Express News Service
NEW DELHI: Working for long shifts, facing critical cases, seeing patients die, burnouts, moral injury, anxiety healthcare workers in the city are overwhelmed working in Covid wards for over a year now. The second wave in particular seems to be affecting their mental health as well.
“A sense of helplessness is prevailing among healthcare workers. It is always challenging to call up relatives and convey the death of patients. And this time the feeling of helplessness is more. Many a times, when doctors are not able to save a life, there follows a long awkward silence over how to respond, what to tell others, etc. Despite making efforts when the expected results don’t show up, doctors are affected morally,” said Dr Pooja Shakya of psychiatry department, AIIMS, Delhi.
“Many a times, healthcare workers face a dilemma whether it was their fault that caused a death or a guilt feeling or feeling ashamed that the patient couldn’t be saved. These can lead to further complications,” added Dr Yatan Balhara, additional professor in psychiatry department of AIIMS.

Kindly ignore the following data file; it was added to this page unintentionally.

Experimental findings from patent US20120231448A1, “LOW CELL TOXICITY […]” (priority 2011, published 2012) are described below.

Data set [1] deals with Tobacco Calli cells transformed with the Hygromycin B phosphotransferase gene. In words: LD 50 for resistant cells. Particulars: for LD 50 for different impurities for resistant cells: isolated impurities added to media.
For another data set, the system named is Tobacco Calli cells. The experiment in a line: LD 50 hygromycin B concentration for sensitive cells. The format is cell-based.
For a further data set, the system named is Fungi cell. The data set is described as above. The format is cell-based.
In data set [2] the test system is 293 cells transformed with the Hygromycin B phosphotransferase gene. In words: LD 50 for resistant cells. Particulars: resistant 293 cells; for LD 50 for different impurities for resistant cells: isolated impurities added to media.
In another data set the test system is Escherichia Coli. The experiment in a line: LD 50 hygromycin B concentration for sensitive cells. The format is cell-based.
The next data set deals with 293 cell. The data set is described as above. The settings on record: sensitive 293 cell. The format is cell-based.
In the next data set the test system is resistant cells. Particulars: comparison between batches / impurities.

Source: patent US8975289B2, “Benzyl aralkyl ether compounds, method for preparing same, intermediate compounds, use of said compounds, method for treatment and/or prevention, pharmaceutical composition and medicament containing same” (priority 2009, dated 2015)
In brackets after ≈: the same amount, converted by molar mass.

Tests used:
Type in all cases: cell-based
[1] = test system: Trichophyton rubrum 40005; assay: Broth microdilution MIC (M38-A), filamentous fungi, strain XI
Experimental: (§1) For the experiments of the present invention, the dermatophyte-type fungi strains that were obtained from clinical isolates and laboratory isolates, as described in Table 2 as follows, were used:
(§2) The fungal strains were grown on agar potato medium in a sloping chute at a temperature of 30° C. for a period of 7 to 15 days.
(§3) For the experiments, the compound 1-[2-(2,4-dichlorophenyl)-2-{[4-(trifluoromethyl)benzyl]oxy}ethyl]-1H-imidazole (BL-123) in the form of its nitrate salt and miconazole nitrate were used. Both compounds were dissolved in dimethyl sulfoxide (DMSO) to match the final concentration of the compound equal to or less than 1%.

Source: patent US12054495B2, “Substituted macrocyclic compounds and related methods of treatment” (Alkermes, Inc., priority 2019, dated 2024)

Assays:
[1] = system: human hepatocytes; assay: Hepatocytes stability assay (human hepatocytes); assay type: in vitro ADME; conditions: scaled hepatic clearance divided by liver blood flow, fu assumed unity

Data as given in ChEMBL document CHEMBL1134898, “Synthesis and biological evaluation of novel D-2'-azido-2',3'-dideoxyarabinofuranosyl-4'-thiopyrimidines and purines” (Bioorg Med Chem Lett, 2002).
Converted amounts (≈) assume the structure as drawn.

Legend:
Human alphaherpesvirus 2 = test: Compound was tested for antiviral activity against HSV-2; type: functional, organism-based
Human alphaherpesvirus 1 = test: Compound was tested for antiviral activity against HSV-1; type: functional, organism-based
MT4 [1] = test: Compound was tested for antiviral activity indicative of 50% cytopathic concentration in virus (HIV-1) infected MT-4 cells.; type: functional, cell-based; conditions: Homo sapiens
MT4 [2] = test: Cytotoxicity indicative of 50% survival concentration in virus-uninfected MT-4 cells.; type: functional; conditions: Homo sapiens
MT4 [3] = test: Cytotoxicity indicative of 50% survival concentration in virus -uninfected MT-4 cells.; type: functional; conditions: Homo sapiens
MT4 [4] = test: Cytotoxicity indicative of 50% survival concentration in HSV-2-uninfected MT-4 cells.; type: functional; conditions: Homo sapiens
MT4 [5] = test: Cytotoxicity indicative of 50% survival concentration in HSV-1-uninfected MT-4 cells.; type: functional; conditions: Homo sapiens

To address such issues, AIIMS psychiatry department from last month end onwards has started counselling sessions, where different topics such as burnout, anxiety, stress and moral injury are discussed. Dr Balhara noted that these are not therapy sessions and rather a supportive service.
“These sessions last for two hours… We talk on generic queries related to mental health. So far, the response has been good. And in these sessions not just we talk about problems but also discuss about finding solutions,” he added.
Dr Pooja noted that the sessions are a kind of discussion platform where fellow healthcare workers including paramedical staff can talk on anxiety and grief.
“Some are even doubting whether the pandemic will end or not. Many are in residency for PG courses and have spent over a year doing Covid management. They are also worried about their career graph and cannot decline Covid duty as well. One needs to have someone who listens. Some of them develop depression. They need therapy otherwise it may get worse,” said Dr Pooja.
The Delhi government had last year launched psychiatric tele-counselling services for healthcare professionals which didn’t find many takers.
A senior doctor from IHBAS Hospital said that the helpline numbers are still operational but not much used.